London Fog Cake with Earl Grey Buttercream
London Fog Cake from Tessa Huff’s Layered cookbook. Moist, decadent chocolate layer cake filled with earl grey buttercream and topped with homemade salted caramel!
I know I use this word a lot, but I’m in love with this cake. Both the cake and its name. London fog cake. So dreamy and romantic, right? This cake unequivocally lives up to each of those standards.
In fact, I was so in love with this cake that I didn’t trust myself around it at all. I had to give most of it away to friends. Otherwise, I might have slowly consumed the entire thing by myself. The words ‘everything in moderation’ and ‘three layer 8-inch chocolate cake’ aren’t mutually compatible in a household of two, as much as I would like to pretend that they are.
So, here’s the deal. I can’t take credit for this cake. I mean, I happily baked, photographed, and ate it, but that’s about it. The recipe is from my friend Tessa Huff’s incredibly impressive new cookbook, Layered, which comes out tomorrow!
Tessa is the former bakery owner, talented baker, and writer behind Sweet Style CA, a blog dedicated to cakes and pastries. She makes some of the prettiest, most impressive cakes on the internets (you’ve probably come across a link to her blog in The Sunday Thymes!). I’ve admired her work for a long time!
Layered, is all about baking, building, and styling spectacular cakes from start to finish. Everything from two layer cakes to six layer cakes, and everything in between. It is perfect for beginners looking to get their feet wet, as well as more experienced bakers.
So, I was incredibly honored and excited when Tessa reached out and asked if I would be interested in sharing a recipe from the book with you guys! Excited and slightly nervous.
Excited, because it meant that I finally had an excuse to bake that fancy layer cake that I’ve been dying to make. Nervous, well, because she sets a high bar and I don’t really consider myself an experienced cake decorator by any means. It’s not the baking that intimidates me, it’s the assembly. I can decorate as many cupcakes as you put in front of me, but layer cakes? Smooth sides, leveling, and super even layers?! Hi, I’m scared.
Thankfully, Tessa removes all anxiety and intimidation from the equation with her incredible step-by-step instructions and photos, as well as comprehensive recipes and tips. The recipes are detailed and thorough, and incredibly easy to follow! I can’t tell you how excited I am to bake more cakes from this book.
The cookbook itself has more than 150 recipes! There is everything from classics to cakes infused with riesling or pink peppercorns, and the book inspires you to mix and match various frostings and cake recipes together to make your own masterpiece. Today’s London Fog Cake with Earl Grey Buttercream stood out immediately, and I knew I had to make it!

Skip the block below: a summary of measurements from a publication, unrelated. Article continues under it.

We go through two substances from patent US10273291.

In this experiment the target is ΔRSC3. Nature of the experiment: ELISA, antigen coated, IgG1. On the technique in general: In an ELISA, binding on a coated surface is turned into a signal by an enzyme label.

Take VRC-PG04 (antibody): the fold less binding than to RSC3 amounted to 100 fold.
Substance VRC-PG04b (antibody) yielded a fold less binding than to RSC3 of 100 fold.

For starters, I love, love, love tea (my English roots) – particularly earl grey – so the flavors were immediately up my alley. If you’re not familiar with the drink, a London Fog is basically a tea latte. Strangely enough, I’d never had one before I made this cake!
And it doesn’t stop there…
This London fog cake consists of three-layers of chocolate cake (the batter uses both freshly brewed coffee and oil, which keeps it extra moist!). It is then filled with an earl grey infused swiss meringue buttercream (YES), and finally topped with a generous layer of homemade salted caramel.
See those little specks in the frosting below? You also put some vanilla bean paste in the buttercream. It’s basically a dream come true.
This cake truly blew me away! As I’ve told you guys on multiple occasions, I’m way more of a fruit dessert person (crisps, pies, etc.) than a cake person – so the fact that I could not stop eating this cake says a lot. The earl grey buttercream had a very distinct, yet not at all overpowering flavor – and the salted caramel took it over the top. I can’t wait to make it again.
It also stored incredibly well. I actually baked the cake layers two days before I assembled it, and the cake still tasted great four or five days later.
If you are intimidated by layer cakes (I promise, it’s not as complicated as it appears!), I highly recommend preparing this cake in stages. You can make and prepare the salted caramel days (or up to 2 weeks!) in advance, and the cake layers can be baked ahead of time as well.
Just remember to allow the cakes to cool completely and then individually double-wrap them in plastic wrap for storing in the fridge (you could also freeze and defrost them).
I highly, highly recommend picking up a copy of Tessa’s cookbook, especially if you’ve wanted to improve your cake decorating or baking skills!
It is such a wealth of information – and beautifully organized – and truly one of the most comprehensive cake baking cookbooks I’ve ever come across. Here’s to many more cake baking adventures in the future!
London Fog Cake with Earl Grey Buttercream
Classic Chocolate Cake:
- butter or nonstick cooking spray, for the pans
- 2 and 1/2 cups (315 grams) all-purpose flour, plus more for the pans
- 1 cup (95 grams) unsweetened non-alkalized cocoa powder
- 2 and 1/2 teaspoon baking powder
- 3/4 teaspoon baking soda
- 1 teaspoon kosher salt
- 1/2 cup + 2 tablespoons (150 ml) grapeseed oil
- 2 cups (400 grams) granulated sugar
- 2 large eggs, room temperature
- 1 large egg yolk, room temperature
- 2 teaspoons pure vanilla extract
- 1/2 teaspoon pure almond extract
- 1 and 1/2 cups whole milk, room temperature
- 1 cup (240 ml) hot, strong-brewed coffee
Salted Caramel Sauce:
- 3/4 cup (150 grams) granulated sugar
- 2 tablespoons light corn syrup
- 1/2 cup (120 ml) heavy cream, at room temperature
- 2 tablespoons diced unsalted butter
- 3/4 teaspoon kosher salt